Users:General FEM Analysis/BCs Reference/Dirichlet
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General Info
Dirichlet conditions can be divided into three groups:
- single point constraints (SPC) which refer to one point only and
- multiple point constraints (MPC) that perform a kind of coupling by applying the same Dirichlet object to several points.
- The RBE condition builds up the last group, which defines a coupling in between several points, but each point computes its own displacement according to a certain formula.
SPC-ZERO
The SPC-ZERO condition is the most frequently used Dirichlet condition. It prescribes zero displacement to certain degrees of freedom of a node. To this purpose it is necessary to list the influenced nodes and the related fixed DOFs inside the Dirichlet block.
BC-DIRICHLET 1 : SPC-ZERO NODE 1 DISP_X DISP_Y DISP_Z ! fix all translatoric DOFs for node 1 NODE 2 DISP_X ! only fix the translation in x-direction for node 2 NODE 3 DIR_DIFF_SHELL8_X ! the director related degrees of freedom of the SHELL8 can be equipped with Neumann BCs, too
SPC-NONZERO
The SPC-NONZERO condition allows to prescribe a nodal displacement unequal zero (eg. settlement of a support). The handling is quite similar to the SPC-ZERO, but each considered degree of freedom needs to be assigned a value.
REMARK: This BC is currently only available for geometrical non-linear computations.
As an example we regard a cantilever with a prescribed tip displacement of 1.
BC-DIRICHLET 2: SPC-NONZERO NODE 721 DISP_Z = 1 NODE 722 DISP_Z = 1 NODE 723 DISP_Z = 1 |
The complete input file can be found in CARAT_ROOT/examples/own_examples/dirichlet_bc/cantilever_spc-nonzero.
Furthermore, the condition can be scaled by a load curve. Note that the displacement in this case is scale by the local load curve value times the global loadcurve value. A constant dummy load curve might be necessary.
BC-DIRICHLET 2: SPC-NONZERO NODE 721 DISP_Z = 1 LD-CURVE 2 NODE 722 DISP_Z = 1 LD-CURVE 2 NODE 723 DISP_Z = 1 LD-CURVE 2
SPC-DIRECTION
This condition allows to limit translatoric movements of a point within a plane or a line. To this purpose a plane is defined by the parameter DIRECTION_1 naming the plane normal. If a second plane is defined by specifying DIRECTION_2 the point is only allowed to move an the intersection line of the two planes.
This will be shown on a short example. A truss element defined by nodes 1 and 2 is located along the global x-axis. Point 1 is fixed in all three directions and at node 2 a tensile force is applied. As an additional constraint, node 2 is forced to move along the line defined by the vector (1,1,1). To this purpose, two Dirichlet blocks have to be defined. The first one is a SPC-ZERO block fixing node 1 (not listed here), and the second one limiting node 2 to a one dimensional movement using a SPC-DIRECTION constraint:
BC-DIRICHLET 2: SPC-DIRECTION DOFS=DISP_X DISP_Y DISP_Z NODES=2 DIRECTION_1 = -1,0,1 DIRECTION_2 = 0,1,-1
where the vector (1,1,1) is defined indirectly by two directions being normal to it.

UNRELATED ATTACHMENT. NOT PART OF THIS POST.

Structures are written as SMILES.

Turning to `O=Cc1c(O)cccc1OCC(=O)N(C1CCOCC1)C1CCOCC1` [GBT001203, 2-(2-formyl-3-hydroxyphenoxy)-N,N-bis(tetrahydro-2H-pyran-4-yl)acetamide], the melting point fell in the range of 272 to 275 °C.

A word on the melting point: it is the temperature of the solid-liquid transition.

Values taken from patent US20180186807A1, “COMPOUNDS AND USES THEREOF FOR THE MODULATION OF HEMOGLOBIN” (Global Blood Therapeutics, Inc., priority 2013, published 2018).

The picture below shows the result with the tip displacement visualized by an arrow. The full input file is available on the SVN server: CARAT_ROOT/examples/own_examples/dirichlet_bc/truss_1elem_spc-zero.
If the same directions have to be applied to several nodes this can either be done by listing the node vector inside the BC-block or by using node sets:
DOFS=DISP_X DISP_Y DISP_Z NODES=2,3,4 DIRECTION_1 = -1,0,1 DIRECTION_2 = 0,1,-1 DOFS=DISP_X DISP_Y DISP_Z NODE_SETS= NODE-SET 5 DIRECTION_1 = -1,0,1 DIRECTION_2 = 0,1,-1
Another method of prescribing a direction is the usage of the nodal director. It either can be defined in reference or in actual configuration:
DOFS=DISP_X DISP_Y DISP_Z NODES=1 DIRECTION = NODE_DIR_REF DOFS=DISP_X DISP_Y DISP_Z NODES=2 DIRECTION = NODE_DIR_ACT
MPC-COUPLING
An instance of MPC-COUPLING allows degrees of freedom of different nodes to share the same equation number, so they assemble to the same entries inside global matrices and vectors and return identical results. Of course only degrees of freedom of the same type can be coupled.
An application for a coupling instance might be the modelling of an hinge. Two nodes are defined at the same coordinates and coupled via their translatoric DOFs:
NODE 1 X 0 Y 0 Z 0 NODE 2 X 0 Y 0 Z 0 ..... BC-DIRICHLET 1 : MPC-COUPLING DOFS = DISP_X DISP_Y DISP_Z NODES=1, 2
Instead of a node list, the nodes to be coupled also can be listed in a node set:
NODE 1 X 0 Y 0 Z 0 NODE 2 X 0 Y 0 Z 0 ..... ND-SET 1 NAME=NODES2COUPLE NODE 1 2 BC-DIRICHLET 1 : MPC-COUPLING DOFS = DISP_X DISP_Y DISP_Z NODE_SETS= NODE-SET 1
RBE
If a rigid body element has to be defined, the Dirichlet condition RBE can be used. To this purpose a master node has to be defined which controls the motion of the hole rigid body. All other nodes compute their displacements depending on the translations and rotations of the master node.
The section below shows the definition of a 10-noded rigid body.
BC-DIRICHLET 1 : RBE MASTERNODE = NODE 1 DOFS = DISP_X DISP_Y DISP_Z NODES = 2,3,4,5,6,7,8,9,10
As an example we consider a cantilever loaded by a tip moment. Within the first computation we did not define a rigid body element and so the cantilever curves along its complete length (the red line deviates from the centre line of the green part). For the second run we defined the green part to be a rigid body. As a result, this part does not curve at all (the red line is identical with the centre line).
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